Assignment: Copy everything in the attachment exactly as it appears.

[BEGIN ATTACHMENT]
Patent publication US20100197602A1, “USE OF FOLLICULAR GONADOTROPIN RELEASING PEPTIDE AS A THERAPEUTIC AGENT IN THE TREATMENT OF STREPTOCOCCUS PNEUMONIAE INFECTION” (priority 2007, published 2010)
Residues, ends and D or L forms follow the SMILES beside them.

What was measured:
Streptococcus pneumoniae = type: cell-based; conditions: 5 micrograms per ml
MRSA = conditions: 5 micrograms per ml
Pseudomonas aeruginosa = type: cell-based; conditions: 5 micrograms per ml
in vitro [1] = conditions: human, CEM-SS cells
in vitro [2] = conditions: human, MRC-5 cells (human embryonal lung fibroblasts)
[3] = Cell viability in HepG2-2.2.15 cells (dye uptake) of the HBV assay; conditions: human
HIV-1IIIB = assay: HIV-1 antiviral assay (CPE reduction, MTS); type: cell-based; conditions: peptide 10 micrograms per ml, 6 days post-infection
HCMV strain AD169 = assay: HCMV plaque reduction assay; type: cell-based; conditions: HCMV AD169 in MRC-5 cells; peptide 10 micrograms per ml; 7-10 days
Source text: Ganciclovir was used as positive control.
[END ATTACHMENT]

Patent publication US20100197602A1, “USE OF FOLLICULAR GONADOTROPIN RELEASING PEPTIDE AS A THERAPEUTIC AGENT IN THE TREATMENT OF STREPTOCOCCUS PNEUMONIAE INFECTION” (priority 2007, published 2010)
Residues, ends and D or L forms follow the SMILES beside them.

What was measured:
Streptococcus pneumoniae = type: cell-based; conditions: 5 micrograms per ml
MRSA = conditions: 5 micrograms per ml
Pseudomonas aeruginosa = type: cell-based; conditions: 5 micrograms per ml
in vitro [1] = conditions: human, CEM-SS cells
in vitro [2] = conditions: human, MRC-5 cells (human embryonal lung fibroblasts)
[3] = Cell viability in HepG2-2.2.15 cells (dye uptake) of the HBV assay; conditions: human
HIV-1IIIB = assay: HIV-1 antiviral assay (CPE reduction, MTS); type: cell-based; conditions: peptide 10 micrograms per ml, 6 days post-infection
HCMV strain AD169 = assay: HCMV plaque reduction assay; type: cell-based; conditions: HCMV AD169 in MRC-5 cells; peptide 10 micrograms per ml; 7-10 days
Source text: Ganciclovir was used as positive control.